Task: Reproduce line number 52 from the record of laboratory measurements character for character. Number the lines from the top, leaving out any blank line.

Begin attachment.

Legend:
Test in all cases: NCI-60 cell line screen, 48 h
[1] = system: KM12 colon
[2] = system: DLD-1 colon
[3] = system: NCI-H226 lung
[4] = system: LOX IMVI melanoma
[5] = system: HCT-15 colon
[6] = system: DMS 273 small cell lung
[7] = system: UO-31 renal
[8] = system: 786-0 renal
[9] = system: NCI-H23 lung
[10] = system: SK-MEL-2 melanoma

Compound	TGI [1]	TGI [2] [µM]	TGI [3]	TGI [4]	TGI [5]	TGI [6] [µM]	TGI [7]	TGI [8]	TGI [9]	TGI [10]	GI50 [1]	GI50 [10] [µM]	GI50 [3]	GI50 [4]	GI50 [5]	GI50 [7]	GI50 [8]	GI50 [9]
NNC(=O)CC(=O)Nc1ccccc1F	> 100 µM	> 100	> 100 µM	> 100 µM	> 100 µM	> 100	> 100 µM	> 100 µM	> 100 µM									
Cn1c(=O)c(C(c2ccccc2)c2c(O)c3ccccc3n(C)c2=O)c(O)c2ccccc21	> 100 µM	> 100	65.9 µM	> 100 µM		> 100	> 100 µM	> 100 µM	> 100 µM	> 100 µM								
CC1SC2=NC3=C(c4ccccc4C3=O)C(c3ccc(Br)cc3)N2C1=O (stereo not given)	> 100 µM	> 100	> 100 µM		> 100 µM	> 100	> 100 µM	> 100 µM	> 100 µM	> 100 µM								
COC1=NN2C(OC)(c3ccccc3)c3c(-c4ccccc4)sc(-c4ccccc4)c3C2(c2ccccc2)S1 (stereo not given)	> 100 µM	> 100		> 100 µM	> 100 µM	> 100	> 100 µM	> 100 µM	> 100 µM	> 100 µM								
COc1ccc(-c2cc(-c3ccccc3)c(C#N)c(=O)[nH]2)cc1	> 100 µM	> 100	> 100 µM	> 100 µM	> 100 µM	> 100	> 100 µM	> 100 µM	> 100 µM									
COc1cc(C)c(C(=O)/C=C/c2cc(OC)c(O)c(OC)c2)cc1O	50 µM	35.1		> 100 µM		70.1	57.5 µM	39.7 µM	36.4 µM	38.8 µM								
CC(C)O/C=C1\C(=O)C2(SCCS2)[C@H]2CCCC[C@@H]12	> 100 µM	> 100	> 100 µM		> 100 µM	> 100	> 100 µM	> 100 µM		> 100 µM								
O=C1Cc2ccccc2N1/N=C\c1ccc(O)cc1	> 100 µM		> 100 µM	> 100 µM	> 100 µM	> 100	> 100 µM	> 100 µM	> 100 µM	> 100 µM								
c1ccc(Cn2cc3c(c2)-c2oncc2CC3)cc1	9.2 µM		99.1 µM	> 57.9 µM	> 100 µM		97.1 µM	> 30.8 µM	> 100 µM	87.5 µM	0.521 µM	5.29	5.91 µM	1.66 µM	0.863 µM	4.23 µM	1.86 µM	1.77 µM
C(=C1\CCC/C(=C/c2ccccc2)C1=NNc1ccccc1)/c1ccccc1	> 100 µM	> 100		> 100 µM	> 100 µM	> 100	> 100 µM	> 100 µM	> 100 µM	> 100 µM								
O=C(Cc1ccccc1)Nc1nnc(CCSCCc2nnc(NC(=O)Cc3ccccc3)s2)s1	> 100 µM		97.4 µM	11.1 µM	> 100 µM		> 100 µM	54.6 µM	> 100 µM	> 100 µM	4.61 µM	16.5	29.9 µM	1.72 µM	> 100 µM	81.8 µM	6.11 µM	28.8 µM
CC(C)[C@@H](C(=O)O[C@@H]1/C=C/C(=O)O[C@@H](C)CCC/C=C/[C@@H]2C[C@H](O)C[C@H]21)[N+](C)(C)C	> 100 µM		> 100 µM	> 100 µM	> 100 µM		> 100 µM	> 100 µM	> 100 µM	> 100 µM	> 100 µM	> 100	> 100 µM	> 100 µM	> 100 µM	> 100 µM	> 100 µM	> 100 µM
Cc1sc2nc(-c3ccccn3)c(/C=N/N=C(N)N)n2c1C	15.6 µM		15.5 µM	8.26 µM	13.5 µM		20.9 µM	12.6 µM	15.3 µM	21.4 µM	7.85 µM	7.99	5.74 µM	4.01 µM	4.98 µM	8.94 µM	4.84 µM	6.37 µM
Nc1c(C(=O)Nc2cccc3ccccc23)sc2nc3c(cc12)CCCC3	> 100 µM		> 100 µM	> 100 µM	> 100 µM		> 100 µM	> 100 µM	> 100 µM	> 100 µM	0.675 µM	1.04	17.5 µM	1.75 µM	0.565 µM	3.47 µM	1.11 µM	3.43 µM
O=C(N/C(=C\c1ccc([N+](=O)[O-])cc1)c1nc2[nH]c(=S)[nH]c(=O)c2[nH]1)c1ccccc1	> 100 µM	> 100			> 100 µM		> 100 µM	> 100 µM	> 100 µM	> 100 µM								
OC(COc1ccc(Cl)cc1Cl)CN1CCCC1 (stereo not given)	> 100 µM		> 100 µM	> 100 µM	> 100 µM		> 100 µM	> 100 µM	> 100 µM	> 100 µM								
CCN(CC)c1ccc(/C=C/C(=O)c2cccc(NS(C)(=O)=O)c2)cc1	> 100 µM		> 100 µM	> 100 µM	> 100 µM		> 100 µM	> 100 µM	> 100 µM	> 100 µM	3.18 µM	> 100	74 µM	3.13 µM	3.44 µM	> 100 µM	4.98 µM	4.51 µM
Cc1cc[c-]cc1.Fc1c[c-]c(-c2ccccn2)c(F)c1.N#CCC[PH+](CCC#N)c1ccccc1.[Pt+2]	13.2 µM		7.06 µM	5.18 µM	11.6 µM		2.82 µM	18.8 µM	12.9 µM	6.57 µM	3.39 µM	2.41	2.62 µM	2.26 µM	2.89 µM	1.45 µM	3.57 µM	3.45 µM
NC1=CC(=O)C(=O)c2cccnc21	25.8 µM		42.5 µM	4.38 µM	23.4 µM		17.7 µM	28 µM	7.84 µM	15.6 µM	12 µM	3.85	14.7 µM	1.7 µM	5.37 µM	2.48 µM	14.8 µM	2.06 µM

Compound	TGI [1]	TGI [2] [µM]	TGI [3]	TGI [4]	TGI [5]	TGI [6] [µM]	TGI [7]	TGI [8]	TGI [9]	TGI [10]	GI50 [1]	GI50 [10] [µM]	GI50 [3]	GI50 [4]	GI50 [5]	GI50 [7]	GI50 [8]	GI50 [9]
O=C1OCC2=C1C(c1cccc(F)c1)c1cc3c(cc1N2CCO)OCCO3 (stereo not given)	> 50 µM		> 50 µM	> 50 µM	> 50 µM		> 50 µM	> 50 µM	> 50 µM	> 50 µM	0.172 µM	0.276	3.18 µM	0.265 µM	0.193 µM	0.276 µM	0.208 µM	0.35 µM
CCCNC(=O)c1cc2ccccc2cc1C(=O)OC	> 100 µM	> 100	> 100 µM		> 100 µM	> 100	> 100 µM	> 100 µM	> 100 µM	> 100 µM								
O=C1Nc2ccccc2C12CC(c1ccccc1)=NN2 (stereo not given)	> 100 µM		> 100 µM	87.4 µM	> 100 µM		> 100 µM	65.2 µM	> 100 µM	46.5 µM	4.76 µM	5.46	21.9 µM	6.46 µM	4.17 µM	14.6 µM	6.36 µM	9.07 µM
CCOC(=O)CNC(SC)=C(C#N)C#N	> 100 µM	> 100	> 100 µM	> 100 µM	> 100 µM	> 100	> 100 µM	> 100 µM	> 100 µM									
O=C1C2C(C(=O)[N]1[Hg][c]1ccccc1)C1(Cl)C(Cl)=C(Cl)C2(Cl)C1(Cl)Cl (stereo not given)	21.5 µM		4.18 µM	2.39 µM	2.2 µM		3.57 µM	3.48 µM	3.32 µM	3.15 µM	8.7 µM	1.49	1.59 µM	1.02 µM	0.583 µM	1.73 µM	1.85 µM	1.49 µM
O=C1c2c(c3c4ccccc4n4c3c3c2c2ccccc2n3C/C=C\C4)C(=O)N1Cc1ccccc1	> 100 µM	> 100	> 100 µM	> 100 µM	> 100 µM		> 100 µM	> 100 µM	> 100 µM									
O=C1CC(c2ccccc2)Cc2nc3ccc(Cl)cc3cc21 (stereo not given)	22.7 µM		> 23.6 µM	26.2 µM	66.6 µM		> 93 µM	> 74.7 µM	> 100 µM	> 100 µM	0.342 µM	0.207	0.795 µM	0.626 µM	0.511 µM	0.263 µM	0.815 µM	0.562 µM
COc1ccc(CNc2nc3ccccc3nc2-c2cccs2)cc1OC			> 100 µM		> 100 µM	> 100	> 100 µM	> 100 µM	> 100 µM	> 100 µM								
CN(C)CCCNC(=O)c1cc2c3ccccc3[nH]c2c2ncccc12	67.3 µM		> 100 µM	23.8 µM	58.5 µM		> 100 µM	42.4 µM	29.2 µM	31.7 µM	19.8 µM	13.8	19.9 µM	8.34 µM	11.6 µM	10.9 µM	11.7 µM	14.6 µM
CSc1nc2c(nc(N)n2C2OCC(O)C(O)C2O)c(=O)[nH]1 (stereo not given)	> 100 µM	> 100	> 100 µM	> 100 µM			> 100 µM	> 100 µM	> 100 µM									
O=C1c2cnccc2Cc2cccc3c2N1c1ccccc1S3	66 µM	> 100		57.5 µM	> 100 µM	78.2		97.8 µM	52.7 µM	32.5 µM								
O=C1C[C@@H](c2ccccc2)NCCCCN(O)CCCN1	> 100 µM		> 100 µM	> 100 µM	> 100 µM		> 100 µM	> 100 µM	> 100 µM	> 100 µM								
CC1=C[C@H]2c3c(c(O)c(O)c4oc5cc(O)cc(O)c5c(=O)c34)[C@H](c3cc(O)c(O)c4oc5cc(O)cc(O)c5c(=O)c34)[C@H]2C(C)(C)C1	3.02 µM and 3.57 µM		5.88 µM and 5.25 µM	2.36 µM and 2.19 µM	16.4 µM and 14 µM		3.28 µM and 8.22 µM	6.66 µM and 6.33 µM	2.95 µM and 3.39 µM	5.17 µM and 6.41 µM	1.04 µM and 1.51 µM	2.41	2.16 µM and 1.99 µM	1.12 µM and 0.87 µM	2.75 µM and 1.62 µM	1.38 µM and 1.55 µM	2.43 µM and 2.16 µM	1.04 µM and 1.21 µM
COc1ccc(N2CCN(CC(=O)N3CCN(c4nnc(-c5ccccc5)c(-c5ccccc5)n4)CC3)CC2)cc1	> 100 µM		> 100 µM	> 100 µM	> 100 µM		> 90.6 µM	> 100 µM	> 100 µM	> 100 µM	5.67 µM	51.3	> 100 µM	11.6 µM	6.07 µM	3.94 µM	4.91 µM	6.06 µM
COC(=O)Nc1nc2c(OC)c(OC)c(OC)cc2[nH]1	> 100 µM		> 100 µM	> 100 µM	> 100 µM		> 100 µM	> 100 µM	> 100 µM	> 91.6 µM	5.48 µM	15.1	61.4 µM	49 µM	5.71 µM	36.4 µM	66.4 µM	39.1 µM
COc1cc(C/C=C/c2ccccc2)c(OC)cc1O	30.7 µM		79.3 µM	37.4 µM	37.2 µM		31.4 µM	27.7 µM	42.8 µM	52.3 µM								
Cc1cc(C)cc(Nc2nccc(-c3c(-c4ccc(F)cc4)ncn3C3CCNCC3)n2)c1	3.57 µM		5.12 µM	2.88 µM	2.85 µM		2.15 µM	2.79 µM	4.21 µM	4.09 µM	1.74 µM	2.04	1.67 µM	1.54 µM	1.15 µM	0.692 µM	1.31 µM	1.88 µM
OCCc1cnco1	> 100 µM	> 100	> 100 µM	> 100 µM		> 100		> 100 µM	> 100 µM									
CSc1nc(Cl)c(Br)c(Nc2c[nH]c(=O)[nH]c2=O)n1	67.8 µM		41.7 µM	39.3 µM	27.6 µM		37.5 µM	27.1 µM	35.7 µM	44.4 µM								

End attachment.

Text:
CSc1nc(Cl)c(Br)c(Nc2c[nH]c(=O)[nH]c2=O)n1	67.8 µM		41.7 µM	39.3 µM	27.6 µM		37.5 µM	27.1 µM	35.7 µM	44.4 µM								